Phantom Blade Zero is the perfect post-Elden Ring tonic I've been waiting for
Phantom Blade Zero became an instant, if unexpected contender for best in show at yesterday's PlayStation Showcase. A labor of love in the truest sense with a lineage that spans well over 10 years, this blood-spilling, bold and boisterous action-RPG has flavors of Sifu, Dark Souls, Sekiro: Shadows Die Twice, and, mostly as a result of the latter two, Elden Ring. I've spent a long time in the, ahem, loving throes of all four, and now want nothing more than for Phantom Blade Zero to lead me by the hand into its 'Kungfupunk' world, and chop me up with a masterfully-timed display of brutal swordsmanship.
The term Kungfupunk – a portmanteau combining 'Kung Fu' and 'punk', assumedly – is one that I reckon might turn me away in a fit of cringe in other circumstances, but Phantom Blade Zero's mention of converging worlds and incongruous disciplines is interesting, and it all looks bloody fantastic in motion. I've longed for dedicated Elden Ring samurai DLC content for some time, and while Phantom Blade Zero is still without a concrete release date, I cannot wait to see what it's got in store from here.
Kick, punch, chop
ONTO THE NEXT
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Standing on the shoulders of indie outfit S-Game's previous Rainblood series, Phantom Blade Zero carries the action-RPG torch from the RPG Maker engine and smartphones, to Unreal Engine 5 and the PS5 respectively. Not that Rainblood was some grassroots basement project that failed to get off the ground – what started as a distraction for the creator while studying Architecture in Beijing, grew into a popular series boasting a fanbase of "over 20 million" players. S-Game describes Phantom Blade Zero as "the spiritual rebirth of the original Rainblood", and while I've admittedly not played Rainblood in any shape or form before (the games weren't released outside of China), I'm more than happy to take the creator at their word.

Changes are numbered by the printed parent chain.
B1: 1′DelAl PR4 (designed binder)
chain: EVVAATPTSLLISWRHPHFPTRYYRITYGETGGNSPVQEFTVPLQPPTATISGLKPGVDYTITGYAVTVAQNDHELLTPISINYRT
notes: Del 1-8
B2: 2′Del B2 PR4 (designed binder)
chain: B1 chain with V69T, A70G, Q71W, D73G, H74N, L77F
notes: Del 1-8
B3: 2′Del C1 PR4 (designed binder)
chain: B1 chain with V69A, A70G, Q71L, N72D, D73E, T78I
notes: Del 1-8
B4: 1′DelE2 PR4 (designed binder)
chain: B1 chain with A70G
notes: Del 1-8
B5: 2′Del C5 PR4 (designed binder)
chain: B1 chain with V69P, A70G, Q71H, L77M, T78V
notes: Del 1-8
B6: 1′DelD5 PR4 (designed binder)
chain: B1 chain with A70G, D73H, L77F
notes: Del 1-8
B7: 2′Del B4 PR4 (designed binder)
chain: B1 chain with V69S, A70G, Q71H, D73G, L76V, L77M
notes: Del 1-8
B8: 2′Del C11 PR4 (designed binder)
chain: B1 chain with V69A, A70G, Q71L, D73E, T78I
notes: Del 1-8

Because Phantom Blade Zero looks awesome. The PlayStation Showcase reveal trailer teased narrative elements – including a mysterious figure whose cracked porcelain face reminded me of Dark Souls' Priscilla in The Painted World of Ariamis; and a slew of larger-than-life boss characters who could be easily have been plucked from the depths of Elden Ring's dungeons – but its in-game combat footage absolutely dazzled.
Fast and frantic close-quarters combat followed epic maneuvers that saw the player charging down swathes of enemies, sword always raised and guard never broken. At one point the player takes cover behind a pillar, leveraging the wooden upright as cover. At another, they sprint up a wall, before smashing back to earth with so much force their hulking foe loses their footing. The same disregard for gravity and the laws of physics applies to traversal – we see the player running vertical across stony chasms to reach higher ground – by my own favorite moment among all of this blistering action was when the player stormed the battleground against several foes, deflected the bullets of one ranged enemy, sprinted towards another two, and kicked one in the face, while simultaneously slashing another across the jaw with an extended blade with the agility of a gymnast.
"'Patience is the key, master,' says an unnamed and unseen character during Phantom Blade Zero's reveal trailer. And now it's time for us to practice what they preach."
It's not always fair to compare one game with another, but having spent literally hundreds of hours enjoying myself in Elden Ring's Lands Between, I think it's only natural that I've begun to dream of pastures new. I absolutely adored Sekiro: Shadows Die Twice's fantastical take on feudal Japan, and its steep but fair learning curve that steadily transformed you from hapless button-basher, to master sword-fighter. Sifu's meticulous Chinese martials arts-inspired combat was so, so punishing but never unfair – and so to be given vibes from all of these masterpieces here, I reckon that's pretty exciting.
You might be on the same boat, and while it's early days yet for Phantom Blade Zero, while we continue to wait for Elden Ring's Shadows of the Erdtree DLC, and, like any hints of a Sekiro sequel, I think it's fine if we allow ourselves to dream. "Patience is the key, master," says an unnamed and unseen character during Phantom Blade Zero's reveal trailer. And now it's time for us to practice what they preach.
While we wait for Phantom Blade Zero, check out 10 games like Elden Ring